Session 9 is a really interesting movie for me. I liked the twist of events, but it all happened too slowly. I know it’s necessary to build up the story, but it still appeared a bit draggy for me. I was bored during the first half of the film almost put me to sleep. They could’ve made it a bit more exciting in the first scenes to keep the audience hanging on.
This film has a unique storytelling format. The tapes Mike found served as the narration of he story. The case of Mary mirrored what was happening to them at that moment. The filmmakers made it clear that there was indeed an analogy going on. It was seen by the way they featured each of the characters during the narration. They were deliberately matching the different personalities possessing Mary to the characters. Despite of that obvious analogy at first, it still got quite confusing in the end. Who killed whom? It was a close call between Gordon and Phil.
The asylum setting was sort of a give-away of what was going to happen. An asylum is a place for mad people; therefore, it’s not going to be a surprise if someone ends up being crazy. For me, it’s a bit cliché to have asylums as setting for psychological thrillers (e.g. The Crazies).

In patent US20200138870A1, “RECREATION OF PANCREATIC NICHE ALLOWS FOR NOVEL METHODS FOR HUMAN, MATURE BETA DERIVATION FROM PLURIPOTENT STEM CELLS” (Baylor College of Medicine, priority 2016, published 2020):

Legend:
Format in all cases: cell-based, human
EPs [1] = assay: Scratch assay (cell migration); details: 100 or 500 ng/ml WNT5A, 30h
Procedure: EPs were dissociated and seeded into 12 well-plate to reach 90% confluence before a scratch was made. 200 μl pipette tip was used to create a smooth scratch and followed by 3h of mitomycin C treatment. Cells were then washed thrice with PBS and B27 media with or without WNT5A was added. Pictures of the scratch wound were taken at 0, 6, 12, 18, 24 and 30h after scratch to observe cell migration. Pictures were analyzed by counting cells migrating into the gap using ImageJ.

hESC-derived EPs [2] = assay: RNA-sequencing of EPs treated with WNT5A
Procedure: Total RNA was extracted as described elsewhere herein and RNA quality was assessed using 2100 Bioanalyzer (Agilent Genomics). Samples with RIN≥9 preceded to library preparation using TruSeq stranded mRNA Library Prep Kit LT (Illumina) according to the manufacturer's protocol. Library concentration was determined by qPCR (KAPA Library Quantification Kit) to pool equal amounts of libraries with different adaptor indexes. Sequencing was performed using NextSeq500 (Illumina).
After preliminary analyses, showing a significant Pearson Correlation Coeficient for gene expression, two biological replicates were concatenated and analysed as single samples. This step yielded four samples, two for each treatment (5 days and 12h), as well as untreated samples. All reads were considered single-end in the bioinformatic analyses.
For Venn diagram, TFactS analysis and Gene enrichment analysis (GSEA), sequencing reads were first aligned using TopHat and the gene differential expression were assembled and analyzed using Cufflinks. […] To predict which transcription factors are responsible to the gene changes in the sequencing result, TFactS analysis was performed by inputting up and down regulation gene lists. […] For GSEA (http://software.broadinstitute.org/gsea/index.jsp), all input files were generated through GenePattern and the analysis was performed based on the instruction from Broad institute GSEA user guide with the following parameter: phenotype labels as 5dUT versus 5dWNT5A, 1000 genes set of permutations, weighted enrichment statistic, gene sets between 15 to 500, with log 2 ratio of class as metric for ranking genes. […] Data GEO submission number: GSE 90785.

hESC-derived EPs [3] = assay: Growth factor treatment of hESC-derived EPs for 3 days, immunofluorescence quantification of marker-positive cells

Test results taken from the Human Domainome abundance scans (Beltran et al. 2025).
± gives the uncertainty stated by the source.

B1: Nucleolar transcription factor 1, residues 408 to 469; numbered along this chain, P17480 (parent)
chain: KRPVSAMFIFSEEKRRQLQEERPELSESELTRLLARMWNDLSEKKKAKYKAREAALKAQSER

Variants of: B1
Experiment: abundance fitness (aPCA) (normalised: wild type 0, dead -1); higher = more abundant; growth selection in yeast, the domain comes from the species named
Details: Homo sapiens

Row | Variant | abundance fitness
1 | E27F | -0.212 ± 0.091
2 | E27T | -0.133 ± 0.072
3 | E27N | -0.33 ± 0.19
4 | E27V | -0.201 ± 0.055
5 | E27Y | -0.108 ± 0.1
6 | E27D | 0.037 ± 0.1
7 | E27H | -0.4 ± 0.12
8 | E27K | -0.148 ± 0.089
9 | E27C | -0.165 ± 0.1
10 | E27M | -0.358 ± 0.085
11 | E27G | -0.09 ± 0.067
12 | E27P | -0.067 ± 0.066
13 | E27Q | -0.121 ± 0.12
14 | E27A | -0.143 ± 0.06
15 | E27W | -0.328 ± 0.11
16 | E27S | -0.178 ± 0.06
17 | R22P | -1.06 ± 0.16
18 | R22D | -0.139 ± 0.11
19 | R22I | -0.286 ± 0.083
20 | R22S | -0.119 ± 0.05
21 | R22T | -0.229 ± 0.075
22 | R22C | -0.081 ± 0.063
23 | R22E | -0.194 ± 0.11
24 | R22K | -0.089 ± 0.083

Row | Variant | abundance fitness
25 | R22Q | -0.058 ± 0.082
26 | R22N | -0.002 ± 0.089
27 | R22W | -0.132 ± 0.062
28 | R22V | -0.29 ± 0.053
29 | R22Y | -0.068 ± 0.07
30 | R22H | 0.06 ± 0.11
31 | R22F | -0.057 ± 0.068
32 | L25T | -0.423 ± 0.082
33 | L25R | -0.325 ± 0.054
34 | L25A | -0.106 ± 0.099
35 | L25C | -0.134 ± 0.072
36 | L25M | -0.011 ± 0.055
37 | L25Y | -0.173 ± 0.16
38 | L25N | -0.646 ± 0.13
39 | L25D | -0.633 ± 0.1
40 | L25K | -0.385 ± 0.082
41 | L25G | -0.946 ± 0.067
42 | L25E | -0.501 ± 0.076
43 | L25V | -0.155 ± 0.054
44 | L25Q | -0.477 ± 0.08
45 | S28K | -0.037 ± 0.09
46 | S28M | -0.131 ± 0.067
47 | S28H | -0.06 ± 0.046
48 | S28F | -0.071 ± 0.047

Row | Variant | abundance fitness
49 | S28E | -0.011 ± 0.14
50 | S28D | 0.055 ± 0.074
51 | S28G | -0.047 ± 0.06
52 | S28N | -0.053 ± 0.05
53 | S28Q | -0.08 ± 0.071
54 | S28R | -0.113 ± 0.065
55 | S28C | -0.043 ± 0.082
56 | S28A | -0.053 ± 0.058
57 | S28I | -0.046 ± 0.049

Instead of psychosis, this film revolved around a different mental disorder, which is multiple personality disorder. It was actually a nice break from all the mere psychotic films. Because of this, the hero also turned out to be the monster, and he wasn’t even aware of it. That’s something you don’t see everyday. This makes you wonder; whom would you side with, the hero or the monster? What if they were the same person? The audience is conflicted on how to feel towards the characters.
Who is Simon? He was the very reason this entire killing happened. He wasn’t just another one of Mary’s personalities. He seemed like a demonic possession. Simon is probably a representation of Satan. Simon said that he only refuges in the weak, in those who let him enter. Perhaps Gordon’s problems (money, marriage, and family) opened him up to temptation. He wasn’t strong enough to resist what was perpetrating him.